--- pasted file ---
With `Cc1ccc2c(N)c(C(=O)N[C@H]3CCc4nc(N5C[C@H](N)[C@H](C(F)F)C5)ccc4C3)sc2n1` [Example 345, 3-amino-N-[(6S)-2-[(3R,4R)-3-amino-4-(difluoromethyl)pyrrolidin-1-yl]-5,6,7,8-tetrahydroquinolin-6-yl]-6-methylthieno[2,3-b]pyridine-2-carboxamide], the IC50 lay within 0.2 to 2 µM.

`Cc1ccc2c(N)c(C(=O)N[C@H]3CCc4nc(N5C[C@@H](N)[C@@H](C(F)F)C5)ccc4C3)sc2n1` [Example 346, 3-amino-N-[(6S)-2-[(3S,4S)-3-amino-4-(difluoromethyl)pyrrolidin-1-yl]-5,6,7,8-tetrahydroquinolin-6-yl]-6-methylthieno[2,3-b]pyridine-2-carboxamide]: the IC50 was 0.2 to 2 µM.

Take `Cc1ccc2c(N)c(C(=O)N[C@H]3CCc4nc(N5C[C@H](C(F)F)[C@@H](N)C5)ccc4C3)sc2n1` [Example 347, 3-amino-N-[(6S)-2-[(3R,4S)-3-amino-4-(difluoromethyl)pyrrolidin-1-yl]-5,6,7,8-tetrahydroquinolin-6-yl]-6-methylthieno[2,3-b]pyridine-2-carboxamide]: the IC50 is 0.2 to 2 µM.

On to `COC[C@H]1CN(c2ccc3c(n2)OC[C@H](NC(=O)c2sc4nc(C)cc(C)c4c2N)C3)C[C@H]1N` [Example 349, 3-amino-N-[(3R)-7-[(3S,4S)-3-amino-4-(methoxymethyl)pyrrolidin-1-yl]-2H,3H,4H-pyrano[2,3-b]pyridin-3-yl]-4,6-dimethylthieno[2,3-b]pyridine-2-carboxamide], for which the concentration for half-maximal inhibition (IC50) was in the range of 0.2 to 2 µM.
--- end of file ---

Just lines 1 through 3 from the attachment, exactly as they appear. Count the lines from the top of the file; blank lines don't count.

With `Cc1ccc2c(N)c(C(=O)N[C@H]3CCc4nc(N5C[C@H](N)[C@H](C(F)F)C5)ccc4C3)sc2n1` [Example 345, 3-amino-N-[(6S)-2-[(3R,4R)-3-amino-4-(difluoromethyl)pyrrolidin-1-yl]-5,6,7,8-tetrahydroquinolin-6-yl]-6-methylthieno[2,3-b]pyridine-2-carboxamide], the IC50 lay within 0.2 to 2 µM.

`Cc1ccc2c(N)c(C(=O)N[C@H]3CCc4nc(N5C[C@@H](N)[C@@H](C(F)F)C5)ccc4C3)sc2n1` [Example 346, 3-amino-N-[(6S)-2-[(3S,4S)-3-amino-4-(difluoromethyl)pyrrolidin-1-yl]-5,6,7,8-tetrahydroquinolin-6-yl]-6-methylthieno[2,3-b]pyridine-2-carboxamide]: the IC50 was 0.2 to 2 µM.

Take `Cc1ccc2c(N)c(C(=O)N[C@H]3CCc4nc(N5C[C@H](C(F)F)[C@@H](N)C5)ccc4C3)sc2n1` [Example 347, 3-amino-N-[(6S)-2-[(3R,4S)-3-amino-4-(difluoromethyl)pyrrolidin-1-yl]-5,6,7,8-tetrahydroquinolin-6-yl]-6-methylthieno[2,3-b]pyridine-2-carboxamide]: the IC50 is 0.2 to 2 µM.